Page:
Professor Kristen Grauman
Kristen Grauman is a Professor in the Department of Computer Science at the University of Texas at Austin and a Research Scientist in Facebook AI Research (FAIR). Her research in computer vision and machine learning focuses on video, visual recognition, and action for perception or embodied AI. Before joining UT-Austin in 2007, she received her Ph.D. at MIT. She is an IEEE Fellow, AAAI Fellow, Sloan Fellow, a Microsoft Research New Faculty Fellow, and a recipient of NSF CAREER and ONR Young Investigator awards, the PAMI Young Researcher Award in 2013, the 2013 Computers and Thought Award from the International Joint Conference on Artificial Intelligence (IJCAI), the Presidential Early Career Award for Scientists and Engineers (PECASE) in 2013. She was inducted into the UT Academy of Distinguished Teachers in 2017. She and her collaborators have been recognized with several Best Paper awards in computer vision, including a 2011 Marr Prize and a 2017 Helmholtz Prize (test of time award). She currently serves as an Associate Editor-in-Chief for the Transactions on Pattern Analysis and Machine Intelligence (PAMI) and as an Editorial Board member for the International Journal of Computer Vision (IJCV). She previously served as a Program Chair of the IEEE Conference on Computer Vision and Pattern Recognition (CVPR) 2015 and a Program Chair of Neural Information Processing Systems (NeurIPS) 2018 and will serve as a Program Chair of the IEEE International Conference on Computer Vision (ICCV) 2023.
Professor Yousef Saad
Yousef Saad is an I.T. Distinguished Professor of Computer Science in the Department of Computer Science and Engineering at the University of Minnesota. He holds the William Norris Chair for Large-Scale Computing. He received his B.S. degree in mathematics from the University of Algiers. He then joined University of Grenoble for the doctoral program and obtained a junior doctorate, ‘Doctorat de troisieme cycle’ in 1974 and a higher doctorate, ‘Doctorat d’Etat’ in 1983. During the course of his academic career he has held various positions, including Research Scientist in the Computer Science Department at Yale University (1981–1983), Associate Professor in the University of Tizi-Ouzou in Algeria (1983–1984), Research Scientist in the Computer Science Department at Yale University (1984–1986), and Associate Professor in the Mathematics Department at University of Illinois at Urbana-Champaign (1986–1988). He also worked as a Senior Scientist in the Research Institute for Advanced Computer Science (RIACS) during 1980–1990. He is known for his contributions to the matrix computations, including the iterative methods for solving large sparse linear algebraic systems, eigenvalue problems, and parallel computing. Saad is listed as an ISI highly cited researcher in mathematics and is the author of the highly cited book Iterative Methods for Sparse Linear Systems. Yousef Saad is a SIAM fellow (class of 2010) and a fellow of the AAAS (2011).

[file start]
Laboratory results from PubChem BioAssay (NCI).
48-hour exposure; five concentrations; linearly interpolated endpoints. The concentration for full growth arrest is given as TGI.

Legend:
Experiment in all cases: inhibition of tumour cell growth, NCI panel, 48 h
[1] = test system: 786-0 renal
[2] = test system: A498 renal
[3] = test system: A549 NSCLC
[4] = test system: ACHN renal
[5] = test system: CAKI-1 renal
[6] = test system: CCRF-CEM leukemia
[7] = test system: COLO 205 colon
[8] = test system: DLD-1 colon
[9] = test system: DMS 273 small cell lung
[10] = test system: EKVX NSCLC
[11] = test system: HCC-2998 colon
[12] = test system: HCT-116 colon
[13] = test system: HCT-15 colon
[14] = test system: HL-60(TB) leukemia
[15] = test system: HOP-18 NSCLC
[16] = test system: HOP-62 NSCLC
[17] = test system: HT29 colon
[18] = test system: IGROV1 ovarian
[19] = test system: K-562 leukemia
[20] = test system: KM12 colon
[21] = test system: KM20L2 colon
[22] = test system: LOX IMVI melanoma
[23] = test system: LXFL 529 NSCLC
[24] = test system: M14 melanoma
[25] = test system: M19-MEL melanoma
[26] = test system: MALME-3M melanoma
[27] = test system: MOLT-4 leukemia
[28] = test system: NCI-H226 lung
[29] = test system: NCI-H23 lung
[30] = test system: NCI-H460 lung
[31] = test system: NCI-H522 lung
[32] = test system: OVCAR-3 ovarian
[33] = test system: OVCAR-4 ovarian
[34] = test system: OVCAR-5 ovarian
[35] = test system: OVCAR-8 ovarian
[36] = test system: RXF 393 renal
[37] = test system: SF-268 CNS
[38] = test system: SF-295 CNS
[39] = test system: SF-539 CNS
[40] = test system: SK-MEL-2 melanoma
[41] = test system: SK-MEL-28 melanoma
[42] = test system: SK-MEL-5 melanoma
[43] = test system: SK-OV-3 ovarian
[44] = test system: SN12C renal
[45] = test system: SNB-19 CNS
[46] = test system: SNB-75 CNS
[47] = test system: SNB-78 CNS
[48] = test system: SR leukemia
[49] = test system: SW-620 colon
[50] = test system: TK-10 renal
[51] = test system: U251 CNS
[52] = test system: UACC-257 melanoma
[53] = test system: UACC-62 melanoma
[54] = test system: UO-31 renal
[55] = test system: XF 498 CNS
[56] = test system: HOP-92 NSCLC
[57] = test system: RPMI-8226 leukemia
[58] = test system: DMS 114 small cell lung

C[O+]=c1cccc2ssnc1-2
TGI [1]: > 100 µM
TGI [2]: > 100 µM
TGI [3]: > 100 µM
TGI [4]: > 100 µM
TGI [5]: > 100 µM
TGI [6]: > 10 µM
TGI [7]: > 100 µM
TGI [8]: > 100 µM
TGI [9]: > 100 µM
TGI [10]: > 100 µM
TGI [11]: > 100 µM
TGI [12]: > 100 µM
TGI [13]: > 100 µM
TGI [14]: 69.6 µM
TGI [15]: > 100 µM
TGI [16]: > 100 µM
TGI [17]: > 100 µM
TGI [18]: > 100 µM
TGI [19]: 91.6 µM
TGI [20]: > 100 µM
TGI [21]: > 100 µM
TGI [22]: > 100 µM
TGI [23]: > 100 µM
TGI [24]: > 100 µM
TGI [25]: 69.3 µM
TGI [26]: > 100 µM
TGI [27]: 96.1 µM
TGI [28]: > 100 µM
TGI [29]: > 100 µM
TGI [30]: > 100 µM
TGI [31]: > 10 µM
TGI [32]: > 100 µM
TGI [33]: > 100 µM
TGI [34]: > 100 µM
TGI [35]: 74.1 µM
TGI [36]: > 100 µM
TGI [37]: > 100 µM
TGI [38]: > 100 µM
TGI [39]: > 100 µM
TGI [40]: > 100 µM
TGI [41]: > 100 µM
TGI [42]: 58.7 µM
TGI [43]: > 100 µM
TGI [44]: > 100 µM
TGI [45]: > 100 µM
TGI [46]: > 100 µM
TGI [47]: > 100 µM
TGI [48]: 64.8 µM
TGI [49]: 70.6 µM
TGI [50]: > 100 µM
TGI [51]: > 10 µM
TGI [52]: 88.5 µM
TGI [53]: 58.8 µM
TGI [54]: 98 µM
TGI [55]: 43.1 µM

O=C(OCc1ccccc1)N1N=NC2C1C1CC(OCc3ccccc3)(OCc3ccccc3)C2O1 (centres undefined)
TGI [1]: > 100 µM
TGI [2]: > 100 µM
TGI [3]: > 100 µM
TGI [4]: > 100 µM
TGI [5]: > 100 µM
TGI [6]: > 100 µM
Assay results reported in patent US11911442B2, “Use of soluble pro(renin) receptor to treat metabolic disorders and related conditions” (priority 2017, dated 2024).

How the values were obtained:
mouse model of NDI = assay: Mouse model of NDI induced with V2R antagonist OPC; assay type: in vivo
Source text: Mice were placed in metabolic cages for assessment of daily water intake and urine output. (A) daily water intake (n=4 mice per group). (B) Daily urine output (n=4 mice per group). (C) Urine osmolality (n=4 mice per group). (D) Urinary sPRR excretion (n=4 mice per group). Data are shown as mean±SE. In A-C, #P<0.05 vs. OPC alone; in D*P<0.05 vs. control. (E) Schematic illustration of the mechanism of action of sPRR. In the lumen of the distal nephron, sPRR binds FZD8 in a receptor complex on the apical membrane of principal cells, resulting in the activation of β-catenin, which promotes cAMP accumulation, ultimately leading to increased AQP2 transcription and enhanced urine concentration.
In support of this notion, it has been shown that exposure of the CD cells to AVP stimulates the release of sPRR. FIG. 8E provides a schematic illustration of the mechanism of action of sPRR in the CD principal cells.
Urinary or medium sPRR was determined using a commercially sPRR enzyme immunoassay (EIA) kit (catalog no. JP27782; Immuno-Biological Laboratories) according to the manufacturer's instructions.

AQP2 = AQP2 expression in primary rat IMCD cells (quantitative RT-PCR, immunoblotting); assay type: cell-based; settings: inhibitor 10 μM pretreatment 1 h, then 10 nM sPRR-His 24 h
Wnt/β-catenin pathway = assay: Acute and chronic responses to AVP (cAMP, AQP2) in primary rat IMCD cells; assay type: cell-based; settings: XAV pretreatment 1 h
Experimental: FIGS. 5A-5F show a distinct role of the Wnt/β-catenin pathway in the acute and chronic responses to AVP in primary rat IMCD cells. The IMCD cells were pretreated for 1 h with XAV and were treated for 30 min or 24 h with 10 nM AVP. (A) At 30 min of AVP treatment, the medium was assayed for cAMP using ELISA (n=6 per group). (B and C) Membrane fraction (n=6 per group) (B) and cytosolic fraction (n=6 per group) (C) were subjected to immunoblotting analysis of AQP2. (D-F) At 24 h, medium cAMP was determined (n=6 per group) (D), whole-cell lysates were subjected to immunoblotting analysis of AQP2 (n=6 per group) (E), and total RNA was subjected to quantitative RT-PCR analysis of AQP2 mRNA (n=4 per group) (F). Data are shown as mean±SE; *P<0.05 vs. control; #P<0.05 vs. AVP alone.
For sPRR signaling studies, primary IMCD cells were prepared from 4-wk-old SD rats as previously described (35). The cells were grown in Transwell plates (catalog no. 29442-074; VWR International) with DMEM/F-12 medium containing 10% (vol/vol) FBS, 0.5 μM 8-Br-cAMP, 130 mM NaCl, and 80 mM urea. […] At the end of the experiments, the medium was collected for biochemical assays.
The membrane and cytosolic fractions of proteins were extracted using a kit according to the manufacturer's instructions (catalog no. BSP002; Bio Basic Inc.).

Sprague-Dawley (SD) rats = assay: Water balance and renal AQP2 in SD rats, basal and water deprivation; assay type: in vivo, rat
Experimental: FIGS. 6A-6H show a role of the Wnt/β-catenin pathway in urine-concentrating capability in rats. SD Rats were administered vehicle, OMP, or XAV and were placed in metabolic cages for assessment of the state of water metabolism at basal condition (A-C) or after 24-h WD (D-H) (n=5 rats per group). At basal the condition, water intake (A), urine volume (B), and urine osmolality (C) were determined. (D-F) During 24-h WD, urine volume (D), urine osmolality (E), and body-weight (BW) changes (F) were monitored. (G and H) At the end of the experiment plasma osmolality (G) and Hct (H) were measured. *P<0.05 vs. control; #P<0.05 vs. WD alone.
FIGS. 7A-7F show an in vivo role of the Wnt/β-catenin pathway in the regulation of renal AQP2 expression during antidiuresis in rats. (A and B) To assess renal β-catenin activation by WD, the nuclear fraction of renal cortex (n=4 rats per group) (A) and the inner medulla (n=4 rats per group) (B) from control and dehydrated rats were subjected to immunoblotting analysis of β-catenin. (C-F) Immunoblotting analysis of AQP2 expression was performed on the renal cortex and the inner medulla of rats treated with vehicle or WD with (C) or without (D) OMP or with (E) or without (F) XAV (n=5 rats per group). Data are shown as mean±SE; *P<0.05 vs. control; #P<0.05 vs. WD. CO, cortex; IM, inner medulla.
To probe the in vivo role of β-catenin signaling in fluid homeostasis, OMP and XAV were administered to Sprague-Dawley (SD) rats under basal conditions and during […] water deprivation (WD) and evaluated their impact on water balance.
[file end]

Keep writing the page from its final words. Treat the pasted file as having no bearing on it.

Professor Ravi Ramamoorthi
Ravi Ramamoorthi is a Professor at the University of California, San Diego, where he holds the Ronald L. Graham Chair of Computer Science. He is also the founding director of the UC San Diego Center for Visual Computing. He received the BS degree in engineering and applied science and MS degrees in computer science and physics from the California Institute of Technology, in 1998, and the PhD degree in computer science from the Stanford University Computer Graphics Laboratory, in 2002, upon which he joined the Columbia University Computer Science Department. Prior to UC San Diego he was on the UC Berkeley EECS faculty from 2009-2014. His research interests cover many areas of computer vision and graphics. His research has been recognized with a number of awards, including the 2007 ACM SIGGRAPH Significant New Researcher Award in computer graphics, and by the white house with a Presidential Early Career Award for Scientists and Engineers in 2008 for his work on physics-based computer vision. Most recently, he was named an IEEE and ACM Fellow in 2017, and inducted into the SIGGRAPH Academy in 2019. He has advised more than 20 Postdoctoral, PhD and MS students, many of whom have gone on to leading positions in industry and academia; and he has taught the first open online course in computer graphics on the edX platform in fall 2012, with more than 100,000 students enrolled in that and subsequent iterations. He was a finalist for the inaugural 2016 edX Prize for exceptional contributions in online teaching and learning, and again in 2017. (Based on document published on 30 July 2019).
Professor Matthew Turk
Matthew Turk is the President of Toyota Technological Institute at Chicago (TTIC) and a professor emeritus and former department chair of the Department of Computer Science and the Media Arts and Technology Program at the University of California, Santa Barbara. He was named a Fellow of the Institute of Electrical and Electronics Engineers (IEEE) in 2013 for his contributions to computer vision and perceptual interfaces. In 2014, Prof. Turk was also named a Fellow of the International Association for Pattern Recognition (IAPR) for his contributions to computer vision and vision based interaction. In January 2021, he was named a Fellow of the Association for Computing Machinery (ACM) for contributions to face recognition, computer vision, and multimodal interaction. He earned a PhD from the Massachusetts Institute of Technology, an MS from Carnegie Mellon University, and a BS from Virginia Tech. His research interests are in computer vision and human-computer interaction, largely concerned with using computer vision as an input modality.
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